• 6 inmates have died from other causes
  • 20 inmates have committed suicide
  • 13 have been executed in California
  • 1 inmate (Kelvin Shelby Malone) was executed in Missouri

Because of this, 9th District judge Cornac J. Carney ruled that the California death penalty was implemented arbitrarily, and therefore unconstitutional under the 8th Amendment's prohibition on cruel and unusual punishment. From his decision:

[California's system of capital punishment,] where so many are sentenced to death but only a random few are actually executed, would offend the most fundamental of constitutional protections — that the government shall not be permitted to arbitrarily inflict the ultimate punishment of death.

...

As for the random few for whom execution does become a reality, they will have languished for so long on Death Row that their execution will serve no retributive or deterrent purpose and will be arbitrary

In other words, it is not that the cruel and unusual punishment is defined in such a way as to include the death penalty. (Many people and groups have tried to argue that it is, but those arguments have generally failed before the courts). Rather, it is that this judge ruled that cruel and unusual punishment is defined in such a way to include California's specific system of capital punishment.

  • "A severe punishment that is clearly and totally rejected throughout society." Isn't executing someone rejected throughout society? What about locking someone up in a level 4 prison for life? In addition to being rejected by society, that's really "degrading to human dignity." Also, sorry about the mistake with the California judge. Bad interpretation ^_^. – Shahar Aug 27 '14 at 2:54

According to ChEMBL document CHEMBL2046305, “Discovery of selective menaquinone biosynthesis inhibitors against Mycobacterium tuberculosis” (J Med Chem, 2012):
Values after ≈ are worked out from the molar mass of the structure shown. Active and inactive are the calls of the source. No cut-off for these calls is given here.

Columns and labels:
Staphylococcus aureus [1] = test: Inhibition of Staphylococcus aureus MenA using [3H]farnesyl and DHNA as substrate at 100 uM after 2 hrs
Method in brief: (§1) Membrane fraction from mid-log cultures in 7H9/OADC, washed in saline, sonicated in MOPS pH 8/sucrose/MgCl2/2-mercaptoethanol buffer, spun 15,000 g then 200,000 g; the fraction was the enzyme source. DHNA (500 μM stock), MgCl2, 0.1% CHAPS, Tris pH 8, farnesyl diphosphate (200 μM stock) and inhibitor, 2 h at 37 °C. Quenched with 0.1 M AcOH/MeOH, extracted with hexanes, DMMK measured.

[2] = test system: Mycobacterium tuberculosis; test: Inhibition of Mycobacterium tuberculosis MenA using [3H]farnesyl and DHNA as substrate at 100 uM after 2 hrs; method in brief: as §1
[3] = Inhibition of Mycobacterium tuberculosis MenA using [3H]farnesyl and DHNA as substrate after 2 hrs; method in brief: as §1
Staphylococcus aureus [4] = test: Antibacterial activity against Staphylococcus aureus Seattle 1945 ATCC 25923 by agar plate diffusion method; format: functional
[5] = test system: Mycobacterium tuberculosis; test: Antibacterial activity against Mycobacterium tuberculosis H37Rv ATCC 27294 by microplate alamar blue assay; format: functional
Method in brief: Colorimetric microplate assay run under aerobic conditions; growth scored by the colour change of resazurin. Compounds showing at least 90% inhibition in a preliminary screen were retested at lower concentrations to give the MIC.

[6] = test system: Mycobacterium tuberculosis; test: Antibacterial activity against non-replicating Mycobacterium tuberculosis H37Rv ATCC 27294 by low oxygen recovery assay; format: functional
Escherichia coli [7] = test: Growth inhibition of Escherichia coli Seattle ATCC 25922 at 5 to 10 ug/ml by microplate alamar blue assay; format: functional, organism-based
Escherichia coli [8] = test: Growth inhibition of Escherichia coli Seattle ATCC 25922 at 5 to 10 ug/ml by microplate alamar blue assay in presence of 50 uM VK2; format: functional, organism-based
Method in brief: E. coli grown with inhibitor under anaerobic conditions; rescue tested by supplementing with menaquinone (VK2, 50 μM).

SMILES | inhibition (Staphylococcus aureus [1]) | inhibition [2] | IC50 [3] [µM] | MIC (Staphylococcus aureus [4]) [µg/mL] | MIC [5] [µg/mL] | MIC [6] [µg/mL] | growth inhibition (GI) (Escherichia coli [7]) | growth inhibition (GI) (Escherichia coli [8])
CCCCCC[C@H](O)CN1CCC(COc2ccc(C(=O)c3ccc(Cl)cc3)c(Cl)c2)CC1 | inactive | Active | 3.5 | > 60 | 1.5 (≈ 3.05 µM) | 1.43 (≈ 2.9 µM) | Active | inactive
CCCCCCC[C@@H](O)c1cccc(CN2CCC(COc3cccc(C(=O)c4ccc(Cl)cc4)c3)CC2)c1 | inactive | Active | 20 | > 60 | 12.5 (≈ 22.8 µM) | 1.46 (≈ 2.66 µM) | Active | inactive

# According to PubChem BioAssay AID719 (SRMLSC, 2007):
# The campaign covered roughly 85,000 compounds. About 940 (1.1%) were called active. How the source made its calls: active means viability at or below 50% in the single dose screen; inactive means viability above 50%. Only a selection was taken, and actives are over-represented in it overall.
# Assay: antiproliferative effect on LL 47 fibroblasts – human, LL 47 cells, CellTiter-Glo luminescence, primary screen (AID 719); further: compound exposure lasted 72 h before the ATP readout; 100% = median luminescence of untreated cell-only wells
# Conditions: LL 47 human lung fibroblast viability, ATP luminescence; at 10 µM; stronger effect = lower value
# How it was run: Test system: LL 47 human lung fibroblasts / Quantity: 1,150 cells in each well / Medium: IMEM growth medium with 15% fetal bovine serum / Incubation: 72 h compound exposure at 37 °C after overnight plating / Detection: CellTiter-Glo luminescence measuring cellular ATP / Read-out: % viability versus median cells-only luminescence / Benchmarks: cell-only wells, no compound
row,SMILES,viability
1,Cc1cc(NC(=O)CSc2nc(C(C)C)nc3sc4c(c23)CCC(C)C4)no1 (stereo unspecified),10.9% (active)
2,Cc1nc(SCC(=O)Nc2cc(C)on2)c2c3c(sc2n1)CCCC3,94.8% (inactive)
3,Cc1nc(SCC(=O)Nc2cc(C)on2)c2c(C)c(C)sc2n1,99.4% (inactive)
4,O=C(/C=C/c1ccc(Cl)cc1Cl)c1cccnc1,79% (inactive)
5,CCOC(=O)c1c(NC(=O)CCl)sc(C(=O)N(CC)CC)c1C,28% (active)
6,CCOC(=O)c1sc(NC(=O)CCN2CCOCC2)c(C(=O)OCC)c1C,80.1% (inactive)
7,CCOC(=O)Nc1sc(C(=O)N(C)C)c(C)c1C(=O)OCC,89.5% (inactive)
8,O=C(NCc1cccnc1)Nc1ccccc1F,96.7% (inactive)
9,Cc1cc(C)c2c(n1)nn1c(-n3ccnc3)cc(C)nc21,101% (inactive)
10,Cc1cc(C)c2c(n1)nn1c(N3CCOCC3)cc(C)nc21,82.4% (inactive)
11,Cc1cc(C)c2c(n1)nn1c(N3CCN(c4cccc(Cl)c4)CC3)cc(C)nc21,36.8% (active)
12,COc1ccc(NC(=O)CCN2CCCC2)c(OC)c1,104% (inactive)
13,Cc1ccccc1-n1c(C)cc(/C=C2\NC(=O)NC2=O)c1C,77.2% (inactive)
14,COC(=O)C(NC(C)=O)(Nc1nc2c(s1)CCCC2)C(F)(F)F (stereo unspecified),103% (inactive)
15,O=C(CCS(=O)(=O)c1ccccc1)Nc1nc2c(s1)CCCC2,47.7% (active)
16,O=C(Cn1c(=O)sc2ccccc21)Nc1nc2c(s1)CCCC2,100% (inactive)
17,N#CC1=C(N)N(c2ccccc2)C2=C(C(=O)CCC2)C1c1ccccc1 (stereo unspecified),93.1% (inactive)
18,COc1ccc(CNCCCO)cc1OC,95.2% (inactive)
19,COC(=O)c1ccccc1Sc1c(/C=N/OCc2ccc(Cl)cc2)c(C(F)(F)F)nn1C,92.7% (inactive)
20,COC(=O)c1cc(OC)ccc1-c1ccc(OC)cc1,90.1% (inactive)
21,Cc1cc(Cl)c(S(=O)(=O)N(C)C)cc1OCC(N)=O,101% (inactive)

• @shahar I agree that those terms are not well-defined, and I'd prefer a better and more specific standard (e.g. "not more severe than necessary to act as a deterrent"), but the majority of Americans (though an increasingly narrow majority) support execution as punishment, so it isn't "rejected throughout society." – Avi Aug 27 '14 at 4:57
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    Considering that 100% of the reason why so few are executed and why it takes so long is because of efforts of those opposing capital punishment, due to non-ending appeals and other delaying tactics and strategy; this only goes to show that a good lawyer can always prove that 2+2=5. – user4012 Aug 27 '14 at 11:05
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    @DVK I think it's kind of a "Let he who is without sin cast the first stone" thing that this lawyer is trying to do. The only humane way to execute people is to have all these appeals and stuff, but that takes so long it becomes inhumane, i.e. the argument is that the only conditions under which the death penalty is moral are conditions which it is impossible to meet. – Avi Aug 28 '14 at 5:00
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    I think its important to note(and Avi's answer basically says this) that the death penalty it self was not deemed C&U but the way that it was implemented in California was. – SoylentGray Aug 29 '14 at 1:42
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"Cruel and unusual punishment" is that which is defined for any given time. That is, it violates "contemporary" sensitivities.

Torture was considered "cruel and unusual punishment" at the time the Constitution was established. The death penalty was not (at the time).

But nowadays, the death penalty is considered "cruel and unusual punishment" in some states, and under some circumstances.